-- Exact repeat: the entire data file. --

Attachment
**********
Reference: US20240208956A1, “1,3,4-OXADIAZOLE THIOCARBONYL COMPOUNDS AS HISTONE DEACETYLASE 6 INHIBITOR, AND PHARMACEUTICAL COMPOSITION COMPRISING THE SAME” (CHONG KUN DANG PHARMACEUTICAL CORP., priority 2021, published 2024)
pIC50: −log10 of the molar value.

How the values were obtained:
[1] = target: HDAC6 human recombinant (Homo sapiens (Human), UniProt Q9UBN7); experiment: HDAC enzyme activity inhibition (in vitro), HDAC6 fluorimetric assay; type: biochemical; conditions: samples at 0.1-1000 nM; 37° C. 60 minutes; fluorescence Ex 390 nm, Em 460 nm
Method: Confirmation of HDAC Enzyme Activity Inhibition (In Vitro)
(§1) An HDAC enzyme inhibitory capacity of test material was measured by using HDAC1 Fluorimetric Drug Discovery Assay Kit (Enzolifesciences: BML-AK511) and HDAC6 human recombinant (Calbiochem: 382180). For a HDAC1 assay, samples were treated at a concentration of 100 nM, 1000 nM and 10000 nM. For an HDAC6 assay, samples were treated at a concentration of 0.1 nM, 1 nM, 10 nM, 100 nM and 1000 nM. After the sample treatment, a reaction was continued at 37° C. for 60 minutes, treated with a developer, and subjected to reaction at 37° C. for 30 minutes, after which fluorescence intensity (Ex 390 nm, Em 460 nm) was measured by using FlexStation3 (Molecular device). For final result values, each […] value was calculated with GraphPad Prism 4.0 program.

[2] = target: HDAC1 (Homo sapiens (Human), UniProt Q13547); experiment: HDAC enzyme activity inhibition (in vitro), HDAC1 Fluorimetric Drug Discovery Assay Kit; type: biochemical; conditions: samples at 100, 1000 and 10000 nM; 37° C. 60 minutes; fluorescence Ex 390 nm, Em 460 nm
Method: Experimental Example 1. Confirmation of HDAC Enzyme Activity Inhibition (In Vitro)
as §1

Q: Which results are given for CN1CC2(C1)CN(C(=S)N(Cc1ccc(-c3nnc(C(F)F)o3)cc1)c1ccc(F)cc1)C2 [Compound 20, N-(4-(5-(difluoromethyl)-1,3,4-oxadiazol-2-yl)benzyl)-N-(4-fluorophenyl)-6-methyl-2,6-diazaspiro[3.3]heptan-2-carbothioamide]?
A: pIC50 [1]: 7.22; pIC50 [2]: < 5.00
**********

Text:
Reference: US20240208956A1, “1,3,4-OXADIAZOLE THIOCARBONYL COMPOUNDS AS HISTONE DEACETYLASE 6 INHIBITOR, AND PHARMACEUTICAL COMPOSITION COMPRISING THE SAME” (CHONG KUN DANG PHARMACEUTICAL CORP., priority 2021, published 2024)
pIC50: −log10 of the molar value.

How the values were obtained:
[1] = target: HDAC6 human recombinant (Homo sapiens (Human), UniProt Q9UBN7); experiment: HDAC enzyme activity inhibition (in vitro), HDAC6 fluorimetric assay; type: biochemical; conditions: samples at 0.1-1000 nM; 37° C. 60 minutes; fluorescence Ex 390 nm, Em 460 nm
Method: Confirmation of HDAC Enzyme Activity Inhibition (In Vitro)
(§1) An HDAC enzyme inhibitory capacity of test material was measured by using HDAC1 Fluorimetric Drug Discovery Assay Kit (Enzolifesciences: BML-AK511) and HDAC6 human recombinant (Calbiochem: 382180). For a HDAC1 assay, samples were treated at a concentration of 100 nM, 1000 nM and 10000 nM. For an HDAC6 assay, samples were treated at a concentration of 0.1 nM, 1 nM, 10 nM, 100 nM and 1000 nM. After the sample treatment, a reaction was continued at 37° C. for 60 minutes, treated with a developer, and subjected to reaction at 37° C. for 30 minutes, after which fluorescence intensity (Ex 390 nm, Em 460 nm) was measured by using FlexStation3 (Molecular device). For final result values, each […] value was calculated with GraphPad Prism 4.0 program.

[2] = target: HDAC1 (Homo sapiens (Human), UniProt Q13547); experiment: HDAC enzyme activity inhibition (in vitro), HDAC1 Fluorimetric Drug Discovery Assay Kit; type: biochemical; conditions: samples at 100, 1000 and 10000 nM; 37° C. 60 minutes; fluorescence Ex 390 nm, Em 460 nm
Method: Experimental Example 1. Confirmation of HDAC Enzyme Activity Inhibition (In Vitro)
as §1

Q: Which results are given for CN1CC2(C1)CN(C(=S)N(Cc1ccc(-c3nnc(C(F)F)o3)cc1)c1ccc(F)cc1)C2 [Compound 20, N-(4-(5-(difluoromethyl)-1,3,4-oxadiazol-2-yl)benzyl)-N-(4-fluorophenyl)-6-methyl-2,6-diazaspiro[3.3]heptan-2-carbothioamide]?
A: pIC50 [1]: 7.22; pIC50 [2]: < 5.00